“In the meantime, let’s just try and blend in,” Ivy said, perhaps in an effort to lighten the mood. I almost laughed aloud and was tempted to suggest she look in a mirror. She might be as old as time, but sometimes Ivy could sound quite naive. Even I knew that blending in was going to be a challenge.

Anyone could see that we were different — and not in an art student’s dyed-hair-and-kooky-stockings kind of way. We were really different — out-of-this-world different. I guess that wasn’t unusual given who we were… or rather, what we were. There were several things that made us conspicuous. For starters, human beings were flawed and we weren’t. If you saw one of us in a crowd, the first thing you’d notice was our skin. It was so translucent you might be persuaded into believing that it contained actual particles of light. This became even more evident after dark when any exposed skin emitted a faint glow as if from some inner energy source. Also, we never left footprints, even when we were walking on something impressionable like grass or sand. And you’d never catch any one of us in a tank top — we always wore high-backed tops to cover up a minor cosmetic problem.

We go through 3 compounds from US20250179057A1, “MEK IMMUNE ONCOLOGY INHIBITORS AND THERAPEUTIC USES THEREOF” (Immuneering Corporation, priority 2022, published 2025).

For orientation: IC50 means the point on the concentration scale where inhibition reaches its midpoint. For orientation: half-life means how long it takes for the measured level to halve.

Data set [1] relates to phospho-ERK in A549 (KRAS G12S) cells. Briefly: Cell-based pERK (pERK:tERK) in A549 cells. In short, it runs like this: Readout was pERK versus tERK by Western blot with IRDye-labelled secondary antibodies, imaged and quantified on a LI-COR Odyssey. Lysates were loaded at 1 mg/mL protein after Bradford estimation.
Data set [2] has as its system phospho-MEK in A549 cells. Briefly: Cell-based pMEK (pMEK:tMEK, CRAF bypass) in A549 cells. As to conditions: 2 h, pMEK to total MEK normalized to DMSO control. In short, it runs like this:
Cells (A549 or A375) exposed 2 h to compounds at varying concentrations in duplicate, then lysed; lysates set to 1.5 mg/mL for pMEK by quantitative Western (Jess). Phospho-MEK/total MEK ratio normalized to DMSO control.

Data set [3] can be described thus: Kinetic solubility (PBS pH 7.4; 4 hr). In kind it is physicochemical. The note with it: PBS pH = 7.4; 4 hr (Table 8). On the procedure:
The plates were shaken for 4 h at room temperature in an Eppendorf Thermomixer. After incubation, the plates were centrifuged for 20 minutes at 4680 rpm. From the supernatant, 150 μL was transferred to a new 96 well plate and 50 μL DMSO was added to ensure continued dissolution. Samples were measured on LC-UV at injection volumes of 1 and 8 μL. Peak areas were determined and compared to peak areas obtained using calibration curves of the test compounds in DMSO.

As we began to assimilate into the life of the town, the locals couldn’t help but wonder what we were doing in a sleepy backwater like Venus Cove. Sometimes they thought we were tourists on an extended stay; other times we’d be mistaken for celebrities, and they’d ask us about TV shows we’d never even heard of. No one guessed that we were working; that we had been recruited to assist a world on the brink of destruction. You only had to open a newspaper or flick on a television to see why we’d been sent: murder, kidnapping, terrorist attacks, war, assaults on the elderly… the ugly list went on and on. There were so many souls in peril that the Agents of Darkness were seizing the opportunity to gather. Gabriel, Ivy, and I had been sent here to offset their influence. Other Agents of Light had been sent to various locations across the globe, and eventually we would be summoned to evaluate our findings. I knew the situation was dire, but I was certain that we couldn’t fail. In fact, I thought it would be easy — our presence would be the divine solution. I was about find out just how wrong I was.